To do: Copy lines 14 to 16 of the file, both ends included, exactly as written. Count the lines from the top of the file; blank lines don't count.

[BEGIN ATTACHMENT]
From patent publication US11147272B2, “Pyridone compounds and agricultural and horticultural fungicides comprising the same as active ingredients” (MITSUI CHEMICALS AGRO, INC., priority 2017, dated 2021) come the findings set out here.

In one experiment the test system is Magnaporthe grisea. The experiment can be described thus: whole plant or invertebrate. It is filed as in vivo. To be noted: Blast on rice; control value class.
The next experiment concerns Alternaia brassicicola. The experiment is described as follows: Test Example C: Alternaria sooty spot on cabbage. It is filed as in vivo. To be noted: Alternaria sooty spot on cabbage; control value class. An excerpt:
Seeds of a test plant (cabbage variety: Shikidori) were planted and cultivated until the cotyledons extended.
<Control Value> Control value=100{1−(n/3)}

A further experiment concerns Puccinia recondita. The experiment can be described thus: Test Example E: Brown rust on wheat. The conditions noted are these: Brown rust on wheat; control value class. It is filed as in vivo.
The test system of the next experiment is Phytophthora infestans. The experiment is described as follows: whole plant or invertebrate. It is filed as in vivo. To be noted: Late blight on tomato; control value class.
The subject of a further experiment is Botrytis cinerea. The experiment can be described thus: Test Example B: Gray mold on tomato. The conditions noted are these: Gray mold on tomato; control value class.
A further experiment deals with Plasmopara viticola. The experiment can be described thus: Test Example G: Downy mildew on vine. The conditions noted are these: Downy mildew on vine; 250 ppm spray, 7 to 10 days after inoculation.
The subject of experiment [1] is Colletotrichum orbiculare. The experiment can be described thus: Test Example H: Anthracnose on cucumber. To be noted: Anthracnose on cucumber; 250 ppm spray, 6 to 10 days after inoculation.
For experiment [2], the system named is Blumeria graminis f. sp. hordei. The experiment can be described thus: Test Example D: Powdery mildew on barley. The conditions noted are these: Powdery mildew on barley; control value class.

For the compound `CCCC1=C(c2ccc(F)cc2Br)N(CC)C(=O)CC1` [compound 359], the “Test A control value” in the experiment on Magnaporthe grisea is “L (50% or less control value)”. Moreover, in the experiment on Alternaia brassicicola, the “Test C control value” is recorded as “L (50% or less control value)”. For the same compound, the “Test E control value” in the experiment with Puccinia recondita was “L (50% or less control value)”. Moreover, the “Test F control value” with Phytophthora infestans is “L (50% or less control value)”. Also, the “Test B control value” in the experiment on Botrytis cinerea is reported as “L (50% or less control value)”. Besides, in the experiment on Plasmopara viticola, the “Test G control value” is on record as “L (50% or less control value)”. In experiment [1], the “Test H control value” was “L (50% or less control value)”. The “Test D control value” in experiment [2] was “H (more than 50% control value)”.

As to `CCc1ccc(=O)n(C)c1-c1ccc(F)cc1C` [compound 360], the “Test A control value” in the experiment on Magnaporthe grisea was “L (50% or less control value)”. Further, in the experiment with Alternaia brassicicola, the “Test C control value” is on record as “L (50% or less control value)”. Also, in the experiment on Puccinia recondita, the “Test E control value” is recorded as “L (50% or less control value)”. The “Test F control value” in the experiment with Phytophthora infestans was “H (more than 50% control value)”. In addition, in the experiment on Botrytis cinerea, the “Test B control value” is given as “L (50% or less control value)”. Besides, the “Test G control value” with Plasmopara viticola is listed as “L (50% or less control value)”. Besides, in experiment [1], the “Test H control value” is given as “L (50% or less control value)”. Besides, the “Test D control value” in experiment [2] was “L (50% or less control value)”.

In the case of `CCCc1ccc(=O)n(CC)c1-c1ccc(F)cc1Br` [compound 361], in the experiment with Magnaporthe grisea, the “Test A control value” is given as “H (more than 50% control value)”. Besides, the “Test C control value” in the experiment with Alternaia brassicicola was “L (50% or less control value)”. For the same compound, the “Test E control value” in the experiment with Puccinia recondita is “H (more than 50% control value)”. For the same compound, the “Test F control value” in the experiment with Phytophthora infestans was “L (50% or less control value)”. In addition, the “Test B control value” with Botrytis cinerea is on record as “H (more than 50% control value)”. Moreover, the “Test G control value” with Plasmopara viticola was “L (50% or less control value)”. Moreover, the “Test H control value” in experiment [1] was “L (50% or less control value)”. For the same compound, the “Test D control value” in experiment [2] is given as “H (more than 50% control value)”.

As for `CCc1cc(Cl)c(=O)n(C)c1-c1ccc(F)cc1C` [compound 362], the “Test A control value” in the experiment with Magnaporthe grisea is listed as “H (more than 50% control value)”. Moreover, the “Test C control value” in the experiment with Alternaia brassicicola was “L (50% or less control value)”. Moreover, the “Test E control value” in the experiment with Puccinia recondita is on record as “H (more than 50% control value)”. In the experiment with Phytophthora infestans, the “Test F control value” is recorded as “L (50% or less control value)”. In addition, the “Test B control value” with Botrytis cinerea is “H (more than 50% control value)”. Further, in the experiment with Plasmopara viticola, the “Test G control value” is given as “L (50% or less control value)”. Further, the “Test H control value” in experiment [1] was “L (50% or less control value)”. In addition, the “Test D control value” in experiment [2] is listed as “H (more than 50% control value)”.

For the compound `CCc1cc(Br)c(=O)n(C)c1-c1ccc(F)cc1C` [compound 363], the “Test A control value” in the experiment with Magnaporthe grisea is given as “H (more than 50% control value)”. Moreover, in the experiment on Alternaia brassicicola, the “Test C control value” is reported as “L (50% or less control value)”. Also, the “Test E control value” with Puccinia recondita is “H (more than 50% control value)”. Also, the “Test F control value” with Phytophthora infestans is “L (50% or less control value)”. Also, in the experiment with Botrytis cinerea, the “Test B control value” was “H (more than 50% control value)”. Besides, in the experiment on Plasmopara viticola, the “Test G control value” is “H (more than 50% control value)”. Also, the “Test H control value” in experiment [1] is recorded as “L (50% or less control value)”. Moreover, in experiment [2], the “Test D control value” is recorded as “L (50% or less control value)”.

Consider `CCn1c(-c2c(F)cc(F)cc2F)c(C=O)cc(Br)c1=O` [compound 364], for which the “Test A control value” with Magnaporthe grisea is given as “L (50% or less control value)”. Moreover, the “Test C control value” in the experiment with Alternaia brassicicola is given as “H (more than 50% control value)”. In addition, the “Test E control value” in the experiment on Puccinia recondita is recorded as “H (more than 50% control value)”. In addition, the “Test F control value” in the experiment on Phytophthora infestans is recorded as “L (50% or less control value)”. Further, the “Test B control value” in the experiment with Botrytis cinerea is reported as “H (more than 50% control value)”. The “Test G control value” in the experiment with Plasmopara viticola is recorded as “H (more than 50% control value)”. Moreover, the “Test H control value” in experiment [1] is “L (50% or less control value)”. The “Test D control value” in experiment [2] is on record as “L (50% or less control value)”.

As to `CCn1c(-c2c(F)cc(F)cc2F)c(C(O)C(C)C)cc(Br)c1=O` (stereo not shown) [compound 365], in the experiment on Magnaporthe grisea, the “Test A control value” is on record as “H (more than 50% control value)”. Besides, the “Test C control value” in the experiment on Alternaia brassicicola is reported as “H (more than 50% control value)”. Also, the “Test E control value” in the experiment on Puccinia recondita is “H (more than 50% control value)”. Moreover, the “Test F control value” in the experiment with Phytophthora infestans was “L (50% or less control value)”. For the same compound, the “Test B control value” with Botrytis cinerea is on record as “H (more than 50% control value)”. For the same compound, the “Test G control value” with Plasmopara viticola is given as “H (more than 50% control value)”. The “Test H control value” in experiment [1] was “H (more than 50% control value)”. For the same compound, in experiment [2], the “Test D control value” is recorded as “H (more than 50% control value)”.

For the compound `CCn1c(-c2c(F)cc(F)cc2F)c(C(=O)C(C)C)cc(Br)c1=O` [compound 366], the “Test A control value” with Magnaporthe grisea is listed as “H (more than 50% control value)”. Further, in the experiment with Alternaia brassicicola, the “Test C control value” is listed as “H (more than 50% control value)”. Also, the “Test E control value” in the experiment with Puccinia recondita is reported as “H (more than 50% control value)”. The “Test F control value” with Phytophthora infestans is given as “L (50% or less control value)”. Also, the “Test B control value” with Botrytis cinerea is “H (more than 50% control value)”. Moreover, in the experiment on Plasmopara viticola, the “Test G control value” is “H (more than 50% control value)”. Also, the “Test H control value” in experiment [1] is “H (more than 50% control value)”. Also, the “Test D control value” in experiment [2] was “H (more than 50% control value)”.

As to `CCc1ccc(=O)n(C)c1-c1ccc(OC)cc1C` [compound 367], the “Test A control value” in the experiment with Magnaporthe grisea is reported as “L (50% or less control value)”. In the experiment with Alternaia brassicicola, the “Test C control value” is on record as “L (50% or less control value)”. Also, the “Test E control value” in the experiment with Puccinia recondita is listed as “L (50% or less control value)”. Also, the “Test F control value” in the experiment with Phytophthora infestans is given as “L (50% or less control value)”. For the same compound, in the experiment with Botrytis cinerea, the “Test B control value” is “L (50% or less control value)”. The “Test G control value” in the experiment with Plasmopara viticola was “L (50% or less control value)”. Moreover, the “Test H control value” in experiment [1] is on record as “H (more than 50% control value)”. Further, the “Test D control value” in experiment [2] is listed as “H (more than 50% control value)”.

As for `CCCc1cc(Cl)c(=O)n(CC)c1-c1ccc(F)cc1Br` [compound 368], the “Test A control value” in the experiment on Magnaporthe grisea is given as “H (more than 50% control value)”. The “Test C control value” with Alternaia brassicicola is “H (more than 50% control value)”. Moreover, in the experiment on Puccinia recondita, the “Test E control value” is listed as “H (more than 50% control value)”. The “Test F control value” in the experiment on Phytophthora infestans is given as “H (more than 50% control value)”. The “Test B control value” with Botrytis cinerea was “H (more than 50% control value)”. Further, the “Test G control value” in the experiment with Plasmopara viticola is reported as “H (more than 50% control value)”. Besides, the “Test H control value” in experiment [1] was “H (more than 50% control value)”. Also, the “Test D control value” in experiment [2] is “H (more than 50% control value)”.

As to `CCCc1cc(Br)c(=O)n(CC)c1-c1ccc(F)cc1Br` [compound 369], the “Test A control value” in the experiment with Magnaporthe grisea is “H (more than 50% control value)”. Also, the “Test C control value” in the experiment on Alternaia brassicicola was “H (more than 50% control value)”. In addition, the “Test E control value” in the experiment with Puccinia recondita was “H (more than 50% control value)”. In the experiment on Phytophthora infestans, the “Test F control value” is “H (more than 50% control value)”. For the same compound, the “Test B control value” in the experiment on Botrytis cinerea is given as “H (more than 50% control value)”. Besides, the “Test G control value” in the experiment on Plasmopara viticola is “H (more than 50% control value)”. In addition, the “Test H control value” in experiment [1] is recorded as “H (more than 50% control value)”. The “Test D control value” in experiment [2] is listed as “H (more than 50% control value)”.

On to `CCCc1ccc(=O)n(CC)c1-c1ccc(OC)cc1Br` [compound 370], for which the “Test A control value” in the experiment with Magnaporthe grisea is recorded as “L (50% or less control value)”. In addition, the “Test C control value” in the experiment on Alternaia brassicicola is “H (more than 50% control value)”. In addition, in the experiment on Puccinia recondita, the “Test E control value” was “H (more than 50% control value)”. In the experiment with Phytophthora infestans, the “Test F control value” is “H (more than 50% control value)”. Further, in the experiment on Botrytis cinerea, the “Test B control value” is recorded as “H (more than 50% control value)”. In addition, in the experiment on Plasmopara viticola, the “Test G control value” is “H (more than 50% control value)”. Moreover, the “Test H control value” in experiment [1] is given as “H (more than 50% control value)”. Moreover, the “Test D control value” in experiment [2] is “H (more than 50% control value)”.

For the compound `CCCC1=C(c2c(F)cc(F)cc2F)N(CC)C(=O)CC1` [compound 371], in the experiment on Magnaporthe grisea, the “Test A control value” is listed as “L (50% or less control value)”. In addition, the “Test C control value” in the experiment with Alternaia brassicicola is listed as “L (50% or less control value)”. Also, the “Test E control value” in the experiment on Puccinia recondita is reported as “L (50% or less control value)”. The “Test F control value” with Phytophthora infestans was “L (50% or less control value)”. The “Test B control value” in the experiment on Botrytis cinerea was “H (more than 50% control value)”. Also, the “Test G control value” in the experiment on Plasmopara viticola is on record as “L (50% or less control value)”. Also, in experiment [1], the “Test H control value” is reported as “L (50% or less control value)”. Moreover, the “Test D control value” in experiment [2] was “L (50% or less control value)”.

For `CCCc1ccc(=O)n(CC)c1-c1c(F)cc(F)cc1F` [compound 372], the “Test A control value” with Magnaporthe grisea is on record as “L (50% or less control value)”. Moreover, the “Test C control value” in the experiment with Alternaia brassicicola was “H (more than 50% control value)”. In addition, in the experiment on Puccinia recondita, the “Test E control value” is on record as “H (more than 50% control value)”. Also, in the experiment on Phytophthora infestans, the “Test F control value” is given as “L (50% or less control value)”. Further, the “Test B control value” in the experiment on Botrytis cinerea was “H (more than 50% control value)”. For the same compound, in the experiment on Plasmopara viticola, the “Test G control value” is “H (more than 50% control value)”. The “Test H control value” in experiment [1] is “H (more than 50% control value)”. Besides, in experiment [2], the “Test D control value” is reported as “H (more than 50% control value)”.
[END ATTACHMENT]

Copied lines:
In the case of `CCCc1ccc(=O)n(CC)c1-c1ccc(F)cc1Br` [compound 361], in the experiment with Magnaporthe grisea, the “Test A control value” is given as “H (more than 50% control value)”. Besides, the “Test C control value” in the experiment with Alternaia brassicicola was “L (50% or less control value)”. For the same compound, the “Test E control value” in the experiment with Puccinia recondita is “H (more than 50% control value)”. For the same compound, the “Test F control value” in the experiment with Phytophthora infestans was “L (50% or less control value)”. In addition, the “Test B control value” with Botrytis cinerea is on record as “H (more than 50% control value)”. Moreover, the “Test G control value” with Plasmopara viticola was “L (50% or less control value)”. Moreover, the “Test H control value” in experiment [1] was “L (50% or less control value)”. For the same compound, the “Test D control value” in experiment [2] is given as “H (more than 50% control value)”.

As for `CCc1cc(Cl)c(=O)n(C)c1-c1ccc(F)cc1C` [compound 362], the “Test A control value” in the experiment with Magnaporthe grisea is listed as “H (more than 50% control value)”. Moreover, the “Test C control value” in the experiment with Alternaia brassicicola was “L (50% or less control value)”. Moreover, the “Test E control value” in the experiment with Puccinia recondita is on record as “H (more than 50% control value)”. In the experiment with Phytophthora infestans, the “Test F control value” is recorded as “L (50% or less control value)”. In addition, the “Test B control value” with Botrytis cinerea is “H (more than 50% control value)”. Further, in the experiment with Plasmopara viticola, the “Test G control value” is given as “L (50% or less control value)”. Further, the “Test H control value” in experiment [1] was “L (50% or less control value)”. In addition, the “Test D control value” in experiment [2] is listed as “H (more than 50% control value)”.

For the compound `CCc1cc(Br)c(=O)n(C)c1-c1ccc(F)cc1C` [compound 363], the “Test A control value” in the experiment with Magnaporthe grisea is given as “H (more than 50% control value)”. Moreover, in the experiment on Alternaia brassicicola, the “Test C control value” is reported as “L (50% or less control value)”. Also, the “Test E control value” with Puccinia recondita is “H (more than 50% control value)”. Also, the “Test F control value” with Phytophthora infestans is “L (50% or less control value)”. Also, in the experiment with Botrytis cinerea, the “Test B control value” was “H (more than 50% control value)”. Besides, in the experiment on Plasmopara viticola, the “Test G control value” is “H (more than 50% control value)”. Also, the “Test H control value” in experiment [1] is recorded as “L (50% or less control value)”. Moreover, in experiment [2], the “Test D control value” is recorded as “L (50% or less control value)”.